Nuchal Translucency Scan
Also known as the 12-13 week scan, the Down Syndrome scan, the safety scan, first trimester screening.
A nuchal translucency scan is an ultrasound procedure that measures the nuchal translucency of your baby, which is a fluid-filled space behind your baby's neck and delivered to the genetic centre. Prior to your scan, your GP or obstetrician will refer you for a blood test, which will also be sent to the genetic centre and analysed against your ultrasound. They will determine the likelihood of your baby having Down Syndrome and send your doctor a report.
We also do an early anatomy check just to make sure everything is where it’s supposed to be and growing nicely. The extra benefits of the nuchal scan are that you get to see your baby again and, if you book closer to 14 weeks, we can tell you with 99% accuracy the gender of your baby.
Book your appointment with us today.
When to have it: 12-13w6d
Cost: $280, and then a rebate of $59.50. *Extra fee of $30 for gender determination.
Duration: 30 minutes
- Medical report (up to 2 business days)
- 1 (4 x 6″) glossy photo
- 3 thermal black and white photos
- Tricefy (all digital files captured on the day and sent to your email or phone)
Frequently Asked Questions
The nuchal translucency scan is a safe and non-invasive prenatal test that can be used to screen for certain birth defects, including Down syndrome. The test is performed during the first trimester of pregnancy and involves using ultrasound to measure the thickness of the nuchal fold, which is the skin at the back of the baby's neck. A high nuchal translucency measurement may be an indication of Down syndrome or another chromosomal disorder.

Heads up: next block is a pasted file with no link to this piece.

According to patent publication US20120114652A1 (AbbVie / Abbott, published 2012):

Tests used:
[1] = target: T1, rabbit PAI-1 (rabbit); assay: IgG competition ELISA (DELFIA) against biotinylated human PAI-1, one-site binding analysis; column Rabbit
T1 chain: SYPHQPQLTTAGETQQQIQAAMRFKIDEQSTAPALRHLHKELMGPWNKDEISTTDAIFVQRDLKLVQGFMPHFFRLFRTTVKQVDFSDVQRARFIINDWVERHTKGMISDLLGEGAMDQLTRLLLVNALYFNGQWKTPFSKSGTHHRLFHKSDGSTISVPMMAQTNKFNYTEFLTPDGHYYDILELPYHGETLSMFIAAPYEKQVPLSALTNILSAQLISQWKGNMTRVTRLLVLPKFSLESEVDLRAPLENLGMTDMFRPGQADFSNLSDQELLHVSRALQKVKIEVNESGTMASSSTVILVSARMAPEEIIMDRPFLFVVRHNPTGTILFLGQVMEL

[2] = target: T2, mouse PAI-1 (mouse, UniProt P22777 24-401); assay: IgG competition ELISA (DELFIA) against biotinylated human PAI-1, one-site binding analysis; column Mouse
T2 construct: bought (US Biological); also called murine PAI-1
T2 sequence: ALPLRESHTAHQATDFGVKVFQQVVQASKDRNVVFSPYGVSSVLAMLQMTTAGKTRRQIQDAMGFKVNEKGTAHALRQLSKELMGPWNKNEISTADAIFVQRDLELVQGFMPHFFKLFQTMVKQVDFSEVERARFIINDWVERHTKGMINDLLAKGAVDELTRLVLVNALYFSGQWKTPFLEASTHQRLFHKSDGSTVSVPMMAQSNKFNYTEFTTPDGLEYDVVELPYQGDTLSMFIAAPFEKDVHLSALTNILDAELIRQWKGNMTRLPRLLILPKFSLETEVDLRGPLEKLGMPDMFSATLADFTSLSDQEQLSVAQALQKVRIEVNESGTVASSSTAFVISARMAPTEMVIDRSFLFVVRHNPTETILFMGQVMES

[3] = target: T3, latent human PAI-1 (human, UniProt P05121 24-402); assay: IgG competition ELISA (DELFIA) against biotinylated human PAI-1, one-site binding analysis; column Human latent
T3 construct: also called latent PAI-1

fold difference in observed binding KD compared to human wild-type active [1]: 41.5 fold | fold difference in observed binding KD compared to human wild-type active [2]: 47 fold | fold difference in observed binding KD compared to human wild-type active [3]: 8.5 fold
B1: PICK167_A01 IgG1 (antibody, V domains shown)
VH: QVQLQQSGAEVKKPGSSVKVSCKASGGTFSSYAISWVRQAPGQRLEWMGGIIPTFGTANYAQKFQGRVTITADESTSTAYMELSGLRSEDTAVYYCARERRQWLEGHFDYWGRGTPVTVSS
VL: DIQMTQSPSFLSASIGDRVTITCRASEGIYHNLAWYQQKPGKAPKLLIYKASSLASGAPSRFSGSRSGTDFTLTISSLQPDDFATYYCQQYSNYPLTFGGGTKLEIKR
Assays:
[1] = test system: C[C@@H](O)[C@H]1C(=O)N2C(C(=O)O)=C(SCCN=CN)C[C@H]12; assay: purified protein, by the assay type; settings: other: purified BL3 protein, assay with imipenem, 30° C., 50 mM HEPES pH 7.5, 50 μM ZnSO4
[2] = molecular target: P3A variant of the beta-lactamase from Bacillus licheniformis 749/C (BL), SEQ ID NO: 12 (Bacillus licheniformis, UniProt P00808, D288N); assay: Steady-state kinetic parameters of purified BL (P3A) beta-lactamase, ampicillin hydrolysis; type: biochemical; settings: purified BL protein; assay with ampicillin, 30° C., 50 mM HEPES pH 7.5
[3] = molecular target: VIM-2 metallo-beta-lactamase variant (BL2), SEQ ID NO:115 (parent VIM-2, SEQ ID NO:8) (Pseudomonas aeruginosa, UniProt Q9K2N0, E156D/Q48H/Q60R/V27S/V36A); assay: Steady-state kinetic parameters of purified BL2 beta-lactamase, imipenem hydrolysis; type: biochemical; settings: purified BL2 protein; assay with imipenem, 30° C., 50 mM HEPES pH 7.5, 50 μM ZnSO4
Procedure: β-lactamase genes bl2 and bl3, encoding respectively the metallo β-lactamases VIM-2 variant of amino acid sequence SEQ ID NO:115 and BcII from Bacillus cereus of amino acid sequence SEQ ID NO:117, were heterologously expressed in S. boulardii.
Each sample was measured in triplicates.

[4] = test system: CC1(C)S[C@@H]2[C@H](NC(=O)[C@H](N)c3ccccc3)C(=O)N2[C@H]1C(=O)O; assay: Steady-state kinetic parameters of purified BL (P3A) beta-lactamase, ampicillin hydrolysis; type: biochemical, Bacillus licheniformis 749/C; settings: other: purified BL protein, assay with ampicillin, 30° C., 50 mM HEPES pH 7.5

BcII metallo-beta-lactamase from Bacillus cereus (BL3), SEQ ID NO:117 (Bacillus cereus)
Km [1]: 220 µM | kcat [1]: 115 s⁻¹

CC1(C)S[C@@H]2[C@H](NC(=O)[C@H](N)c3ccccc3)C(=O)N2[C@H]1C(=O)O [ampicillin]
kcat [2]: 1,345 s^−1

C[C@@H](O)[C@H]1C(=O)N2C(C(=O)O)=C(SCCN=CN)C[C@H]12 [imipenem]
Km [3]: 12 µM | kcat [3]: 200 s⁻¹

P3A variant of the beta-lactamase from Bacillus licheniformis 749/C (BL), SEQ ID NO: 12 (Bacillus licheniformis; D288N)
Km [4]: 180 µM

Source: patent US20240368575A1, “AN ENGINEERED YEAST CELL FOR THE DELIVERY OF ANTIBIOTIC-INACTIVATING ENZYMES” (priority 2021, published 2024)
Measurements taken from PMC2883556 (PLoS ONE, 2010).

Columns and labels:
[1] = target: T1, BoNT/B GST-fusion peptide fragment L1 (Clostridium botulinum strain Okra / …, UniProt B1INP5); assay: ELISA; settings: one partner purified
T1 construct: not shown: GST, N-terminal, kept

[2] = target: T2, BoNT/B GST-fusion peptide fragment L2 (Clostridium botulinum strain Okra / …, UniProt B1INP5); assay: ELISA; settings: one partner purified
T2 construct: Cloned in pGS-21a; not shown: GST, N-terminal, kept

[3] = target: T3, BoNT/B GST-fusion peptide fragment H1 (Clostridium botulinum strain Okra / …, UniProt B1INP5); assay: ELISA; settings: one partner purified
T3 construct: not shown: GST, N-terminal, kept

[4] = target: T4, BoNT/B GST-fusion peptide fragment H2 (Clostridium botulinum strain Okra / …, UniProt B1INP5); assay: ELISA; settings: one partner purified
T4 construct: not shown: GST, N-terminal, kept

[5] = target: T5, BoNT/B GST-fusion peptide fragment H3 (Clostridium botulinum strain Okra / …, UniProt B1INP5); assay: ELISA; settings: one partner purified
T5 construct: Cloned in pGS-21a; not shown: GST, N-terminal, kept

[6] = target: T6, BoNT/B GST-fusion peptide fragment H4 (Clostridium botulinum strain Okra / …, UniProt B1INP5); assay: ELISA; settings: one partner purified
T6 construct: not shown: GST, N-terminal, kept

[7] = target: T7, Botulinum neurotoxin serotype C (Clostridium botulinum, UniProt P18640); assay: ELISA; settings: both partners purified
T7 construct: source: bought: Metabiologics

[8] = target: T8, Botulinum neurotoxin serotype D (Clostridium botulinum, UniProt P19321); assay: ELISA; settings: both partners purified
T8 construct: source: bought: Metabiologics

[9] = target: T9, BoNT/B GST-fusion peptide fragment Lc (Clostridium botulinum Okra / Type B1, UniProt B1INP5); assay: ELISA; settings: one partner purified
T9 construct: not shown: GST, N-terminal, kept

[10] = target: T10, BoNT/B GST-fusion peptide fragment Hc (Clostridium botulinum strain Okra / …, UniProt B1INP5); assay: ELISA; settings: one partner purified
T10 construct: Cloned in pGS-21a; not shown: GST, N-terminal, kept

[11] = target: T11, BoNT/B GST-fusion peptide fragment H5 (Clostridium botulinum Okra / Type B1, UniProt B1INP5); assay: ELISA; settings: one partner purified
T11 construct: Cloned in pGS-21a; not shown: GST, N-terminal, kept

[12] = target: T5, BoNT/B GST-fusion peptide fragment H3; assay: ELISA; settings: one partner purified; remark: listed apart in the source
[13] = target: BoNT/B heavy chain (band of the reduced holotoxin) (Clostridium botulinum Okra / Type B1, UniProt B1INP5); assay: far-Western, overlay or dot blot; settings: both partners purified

The nuchal translucency scan is usually performed between 12 and 14 weeks of pregnancy. The test is often combined with a blood test, which can further increase its accuracy.
The nuchal translucency scan is usually performed between 12 and 14 weeks of pregnancy.
The nuchal translucency scan has several benefits. It can help to determine the risk of the fetus having certain chromosomal abnormalities, such as Down syndrome. It can also help to assess the risk of other conditions, such as heart defects
You should drink some water before the scan so that your bladder is full. This helps to improve the quality of the images.
During your nuchal translucency scan, a sonographer will use a transducer to emit high-frequency sound waves through your abdomen and measure your baby from crown to rump. Your sonographer will check if the fetal age is accurate. After that, he or she will measure the thickness of the nuchal fold on the screen. Together with your age and your baby's gestational age, these measurements will be used to calculate the probability of a chromosomal abnormality. Although this number cannot give you a definitive diagnosis, it can help you decide whether or not you should undergo further testing.